UBS whistleblower Bradley Birkenfeld deserves statue on Wall Street, not prison sentence

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Published on January 06, 2010

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UBS whistleblower Bradley Birkenfeld deserves statue on Wall Street, not prison sentence

January 6, 2010 (New York Daily News). Barack Obama, who entered the White House promising all this change, should be hailing Bradley Birkenfeld as a modern-day hero.

He should erect a statue on Wall Street for this former banker for Swiss giant UBS who blew the whistle on the biggest tax-evasion scheme in U.S. history.

Instead of rewarding Birkenfeld, Obama’s Justice Department is sending him to prison. He begins serving a 40-month federal sentence Friday for conspiracy and bank fraud.

What about his former bosses and fellow bankers at UBS and thousands of rich American clients who for decades stashed billions of dollars in secret UBS accounts to evade paying federal taxes?

Well, the government let them buy their way out of jail.

UBS pleaded guilty and paid a $780 million fine in February, while thousands of Americans with unreported offshore accounts have been allowed to belatedly disclose them and pay civil penalties.

Only Birkenfeld, the 44-year-old whistleblower, ends up in jail – the No. 1 example of injustice and hypocrisy in the age of Obama.

Who can forget that priceless photo of the President playing golf on Aug. 24 during his Martha’s Vineyard summer vacation with Robert Wolf, president of UBS Americas?

Wolf and his employees donated $540,000 to Obama’s presidential run. That made UBS the 12th largest source of his campaign funds.

Of all the people in America to choose for a golf partner, Obama chose Wolf.

The outing was only three days after Birkenfeld’s harsh sentencing, and less than a week after UBS agreed to turn over the names of 4,450 of its American clients to the Justice Department. That’s just a portion of 19,000 American accounts the bank has admitted keeping secret from U.S. tax officials.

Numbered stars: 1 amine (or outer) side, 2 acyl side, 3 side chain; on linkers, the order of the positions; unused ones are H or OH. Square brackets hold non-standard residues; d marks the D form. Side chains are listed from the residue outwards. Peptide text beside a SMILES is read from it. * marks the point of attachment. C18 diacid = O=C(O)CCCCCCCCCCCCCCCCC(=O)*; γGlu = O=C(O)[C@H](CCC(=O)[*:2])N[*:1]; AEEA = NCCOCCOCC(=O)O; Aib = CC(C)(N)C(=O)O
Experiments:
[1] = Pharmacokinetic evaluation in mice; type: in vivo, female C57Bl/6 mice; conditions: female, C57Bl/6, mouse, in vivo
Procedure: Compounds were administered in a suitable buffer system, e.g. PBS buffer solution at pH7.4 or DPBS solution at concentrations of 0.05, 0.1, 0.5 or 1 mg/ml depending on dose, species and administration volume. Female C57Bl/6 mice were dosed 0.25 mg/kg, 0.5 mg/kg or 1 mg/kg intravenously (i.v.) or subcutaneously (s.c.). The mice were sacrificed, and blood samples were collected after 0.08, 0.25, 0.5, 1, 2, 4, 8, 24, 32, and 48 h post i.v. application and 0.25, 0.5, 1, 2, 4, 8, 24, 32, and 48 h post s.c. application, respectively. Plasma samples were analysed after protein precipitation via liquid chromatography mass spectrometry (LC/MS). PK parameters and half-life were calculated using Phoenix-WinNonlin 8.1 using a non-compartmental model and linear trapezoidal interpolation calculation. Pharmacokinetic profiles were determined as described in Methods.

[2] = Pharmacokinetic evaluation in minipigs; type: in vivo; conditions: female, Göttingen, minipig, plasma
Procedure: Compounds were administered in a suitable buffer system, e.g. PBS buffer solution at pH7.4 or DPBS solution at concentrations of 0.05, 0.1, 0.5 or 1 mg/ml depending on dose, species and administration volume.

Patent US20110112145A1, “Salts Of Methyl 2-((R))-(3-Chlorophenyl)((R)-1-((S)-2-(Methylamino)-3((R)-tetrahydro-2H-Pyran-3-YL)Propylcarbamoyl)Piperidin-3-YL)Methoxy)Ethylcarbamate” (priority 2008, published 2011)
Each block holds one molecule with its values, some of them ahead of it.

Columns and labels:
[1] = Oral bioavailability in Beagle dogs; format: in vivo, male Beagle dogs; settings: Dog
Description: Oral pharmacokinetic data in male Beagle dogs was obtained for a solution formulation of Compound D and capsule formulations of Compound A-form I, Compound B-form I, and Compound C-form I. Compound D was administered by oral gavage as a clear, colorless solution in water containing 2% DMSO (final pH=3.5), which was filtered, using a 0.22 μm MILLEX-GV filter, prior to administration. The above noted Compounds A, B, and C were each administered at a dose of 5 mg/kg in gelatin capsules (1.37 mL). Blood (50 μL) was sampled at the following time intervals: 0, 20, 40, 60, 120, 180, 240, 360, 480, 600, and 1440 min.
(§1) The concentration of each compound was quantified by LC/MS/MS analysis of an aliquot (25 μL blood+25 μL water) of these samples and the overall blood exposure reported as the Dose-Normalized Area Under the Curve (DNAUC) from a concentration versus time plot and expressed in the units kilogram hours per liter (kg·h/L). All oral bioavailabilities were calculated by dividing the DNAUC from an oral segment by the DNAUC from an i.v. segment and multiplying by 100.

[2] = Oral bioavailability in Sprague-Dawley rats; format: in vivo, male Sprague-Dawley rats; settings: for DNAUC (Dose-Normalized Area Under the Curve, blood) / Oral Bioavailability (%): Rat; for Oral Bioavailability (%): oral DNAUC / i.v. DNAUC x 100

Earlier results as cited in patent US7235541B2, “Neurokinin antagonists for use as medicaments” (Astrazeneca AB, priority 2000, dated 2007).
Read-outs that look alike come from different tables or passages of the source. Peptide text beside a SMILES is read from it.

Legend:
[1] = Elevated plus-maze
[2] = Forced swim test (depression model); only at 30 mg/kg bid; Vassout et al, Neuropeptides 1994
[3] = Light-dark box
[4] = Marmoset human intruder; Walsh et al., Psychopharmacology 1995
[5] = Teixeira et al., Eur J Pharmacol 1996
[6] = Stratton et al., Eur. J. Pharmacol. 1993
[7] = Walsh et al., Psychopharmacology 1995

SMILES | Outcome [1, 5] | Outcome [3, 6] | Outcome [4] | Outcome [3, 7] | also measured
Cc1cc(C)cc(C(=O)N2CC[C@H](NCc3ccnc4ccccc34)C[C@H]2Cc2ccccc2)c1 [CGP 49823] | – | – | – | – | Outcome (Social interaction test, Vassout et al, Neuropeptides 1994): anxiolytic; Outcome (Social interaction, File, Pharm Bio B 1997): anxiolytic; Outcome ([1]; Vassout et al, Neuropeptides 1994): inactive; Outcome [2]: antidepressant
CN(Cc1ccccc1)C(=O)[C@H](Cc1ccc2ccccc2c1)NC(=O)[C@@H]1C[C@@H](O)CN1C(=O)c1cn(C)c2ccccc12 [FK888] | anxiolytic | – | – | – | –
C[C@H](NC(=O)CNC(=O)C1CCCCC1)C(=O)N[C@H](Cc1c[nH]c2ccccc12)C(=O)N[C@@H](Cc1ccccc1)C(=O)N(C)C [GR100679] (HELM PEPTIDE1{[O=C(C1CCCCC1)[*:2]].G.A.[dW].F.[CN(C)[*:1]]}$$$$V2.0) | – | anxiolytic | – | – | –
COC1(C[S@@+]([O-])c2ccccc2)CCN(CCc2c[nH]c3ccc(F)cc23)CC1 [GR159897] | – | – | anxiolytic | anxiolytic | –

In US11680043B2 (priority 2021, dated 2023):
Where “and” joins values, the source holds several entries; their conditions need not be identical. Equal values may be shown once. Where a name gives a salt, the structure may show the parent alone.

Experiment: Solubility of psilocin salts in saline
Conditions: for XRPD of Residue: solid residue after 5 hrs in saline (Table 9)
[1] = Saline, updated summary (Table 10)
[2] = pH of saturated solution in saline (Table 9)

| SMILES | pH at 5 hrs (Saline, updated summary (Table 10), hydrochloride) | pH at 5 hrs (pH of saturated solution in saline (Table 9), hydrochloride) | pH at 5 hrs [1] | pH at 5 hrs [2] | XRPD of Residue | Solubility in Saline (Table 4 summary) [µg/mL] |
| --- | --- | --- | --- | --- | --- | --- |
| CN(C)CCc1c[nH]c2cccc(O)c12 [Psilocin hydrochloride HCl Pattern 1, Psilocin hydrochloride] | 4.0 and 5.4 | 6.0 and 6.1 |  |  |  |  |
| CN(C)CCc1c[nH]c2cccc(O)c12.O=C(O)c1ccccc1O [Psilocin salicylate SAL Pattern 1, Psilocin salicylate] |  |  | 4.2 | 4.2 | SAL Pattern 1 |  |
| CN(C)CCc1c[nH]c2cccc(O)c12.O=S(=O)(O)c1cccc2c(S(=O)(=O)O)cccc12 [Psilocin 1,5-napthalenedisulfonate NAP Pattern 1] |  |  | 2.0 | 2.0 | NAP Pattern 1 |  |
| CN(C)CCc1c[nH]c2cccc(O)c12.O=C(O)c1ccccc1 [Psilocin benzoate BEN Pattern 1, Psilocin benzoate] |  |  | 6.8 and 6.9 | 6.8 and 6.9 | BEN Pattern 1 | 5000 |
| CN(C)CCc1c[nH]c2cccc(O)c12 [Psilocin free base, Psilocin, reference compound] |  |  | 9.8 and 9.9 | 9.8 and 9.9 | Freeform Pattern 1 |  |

So why is Birkenfeld, who gave hundreds of those names to prosecutors, going to jail?

“Without Mr. Birkenfeld … I doubt … this massive fraud scheme would have been discovered,” Assistant U.S. Attorney Kevin Downing conceded at the Aug. 21 sentencing hearing.

Prosecutors also claimed in that hearing and in a “60 Minutes” interview Sunday night that Birkenfeld withheld information on how he had helped his biggest U.S. client, California billionaire Igor Olenicoff, hide hundreds of millions in assets. So when Birkenfeld flew here from Switzerland in early 2008, they arrested and charged him.

Birkenfeld’s lawyer Stephen Kohn denies those allegations. He says the government is sending a terrible signal to future whistleblowers.

Kohn filed a formal complaint yesterday with the U.S. attorney general’s office of professional responsibility, claiming the “main allegations used to secure [Birkenfeld’s] indictment and imprisonment were not based on accurate or truthful information.”

Birkenfeld offered to provide every name he knew of secret account holders at UBS, Kohn said, but he first wanted a formal subpoena because he was then a resident of Switzerland. Under Swiss law it is illegal to disclose client information.

The Justice Department refused to issue the subpoena, so Birkenfeld then went to the IRS, the Securities and Exchange Commission, and the U.S. Senate during the summer of 2007 offering the information to them.

The Senate’s permanent investigations subcommittee agreed to subpoena him. He gave the committee a detailed deposition on Oct. 11, 2007 about UBS fraud scheme with lots of names, including that of Olenicoff. E-mails Kohn provided back up that claim.

Birkenfeld gave the same information to the IRS and the SEC.

Several weeks later, Olenicoff was indicted. He pleaded guilty and paid a $53 million fine.

Kohn has asked Attorney General Eric Holder for a formal investigation of the actions of Justice Department prosecutors.

Holder has his own UBS headache. Last year, the attorney general recused himself from the case because he once served as a lawyer for the Swiss bank.

The Birkenfeld case has exposed a lot more than hidden bank accounts.

By: Juan Gonzalez
New York Daily News
January 6, 2010

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